Evaluating health research priority-setting in Zambia

2 December, 2018

Dear HIFA and HIFA-Zambia colleagues,

I was interested to read this paper in Health Policy and Systems research, and am reminded of the Council on Health research for Development (COHRED), which was responsible for helping countries to prioritise health research. COHRED merged with the Global Forum for Health Research in 2010 but I haven't heard about them in the past few years. Can anyone provide an update?

CITATION: Health Res Policy Syst. 2018 Nov 7;16(1):105. doi: 10.1186/s12961-018-0384-z.

Evaluating health research priority-setting in low-income countries: a case study of health research priority-setting in Zambia.

Kapiriri L1, Schuster-Wallace C2, Chanda-Kapata P3.


Priority-setting (PS) for health research presents an opportunity for the relevant stakeholders to identify and create a list of priorities that reflects the country's knowledge needs. Zambia has conducted several health research prioritisation exercises that have never been evaluated. Evaluation would facilitate gleaning of lessons of good practices that can be shared as well as the identification of areas of improvement. This paper describes and evaluates health research PS in Zambia from the perspectives of key stakeholders using an internationally validated evaluation framework.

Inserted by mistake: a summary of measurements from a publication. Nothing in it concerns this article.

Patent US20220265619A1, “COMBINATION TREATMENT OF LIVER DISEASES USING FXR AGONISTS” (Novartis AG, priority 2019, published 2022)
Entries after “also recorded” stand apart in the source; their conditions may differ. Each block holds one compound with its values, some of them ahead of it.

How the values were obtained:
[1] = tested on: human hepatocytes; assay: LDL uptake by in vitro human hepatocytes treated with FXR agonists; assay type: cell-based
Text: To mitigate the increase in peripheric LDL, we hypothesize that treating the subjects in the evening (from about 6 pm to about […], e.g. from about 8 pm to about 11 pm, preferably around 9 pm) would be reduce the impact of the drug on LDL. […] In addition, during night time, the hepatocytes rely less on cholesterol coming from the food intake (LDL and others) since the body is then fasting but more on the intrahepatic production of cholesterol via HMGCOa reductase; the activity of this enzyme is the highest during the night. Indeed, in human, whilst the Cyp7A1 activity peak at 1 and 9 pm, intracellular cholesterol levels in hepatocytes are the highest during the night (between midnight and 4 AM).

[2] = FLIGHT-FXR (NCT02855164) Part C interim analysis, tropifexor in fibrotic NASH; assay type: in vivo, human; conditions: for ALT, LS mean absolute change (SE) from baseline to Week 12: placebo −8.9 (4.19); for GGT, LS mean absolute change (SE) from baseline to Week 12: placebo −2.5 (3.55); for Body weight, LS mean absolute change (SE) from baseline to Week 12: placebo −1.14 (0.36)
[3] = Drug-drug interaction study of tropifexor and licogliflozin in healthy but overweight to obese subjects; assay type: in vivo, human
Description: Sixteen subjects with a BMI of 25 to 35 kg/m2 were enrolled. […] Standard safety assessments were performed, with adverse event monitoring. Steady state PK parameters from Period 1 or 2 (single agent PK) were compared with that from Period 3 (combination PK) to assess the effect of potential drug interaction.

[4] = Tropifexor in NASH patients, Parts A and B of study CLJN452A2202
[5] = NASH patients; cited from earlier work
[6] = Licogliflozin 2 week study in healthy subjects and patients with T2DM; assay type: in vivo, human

METHODS: This was a qualitative study based on 28 in-depth interviews with stakeholders who had participated in the PS exercises. An interview guide was employed. Data were analysed using NVIVO 10. Emerging themes were, in turn, compared to the framework parameters.

RESULTS: Respondents reported that, while the Zambian political, economic, social and cultural context was conducive, there was a lack of co-ordination of funding sources, partners and research priorities. Although participatory, the process lacked community involvement, dissemination strategies and appeals mechanisms. Limited funding hampered implementation, monitoring and evaluation. Research was largely driven by the research funders.

CONCLUSIONS: Although there is apparent commitment to health research in Zambia, health research PS is limited by lack of funding, and consistently used explicit and fair processes. The designated national research organisation and the availability of tools that have been validated and pilot tested within Zambia provide an opportunity for focused capacity strengthening for systematic prioritisation, monitoring and evaluation. The utility of the evaluation framework in Zambia could indicate potential usefulness in similar low-income countries.


Best wishes, Neil

Working together for health in Zambia - Join HIFA-Zambia: http://www.hifa.org/forums/hifa-zambia

HIFA profile: Neil Pakenham-Walsh is the coordinator of HIFA-Zambia and the HIFA campaign (Healthcare Information For All - www.hifa.org ) and current chair of the Dgroups Foundation (www.dgroups.info), which supports 700 communities of practice for international development, social justice and global health. Twitter: @hifa_org FB: facebook.com/HIFAdotORG neil@hifa.org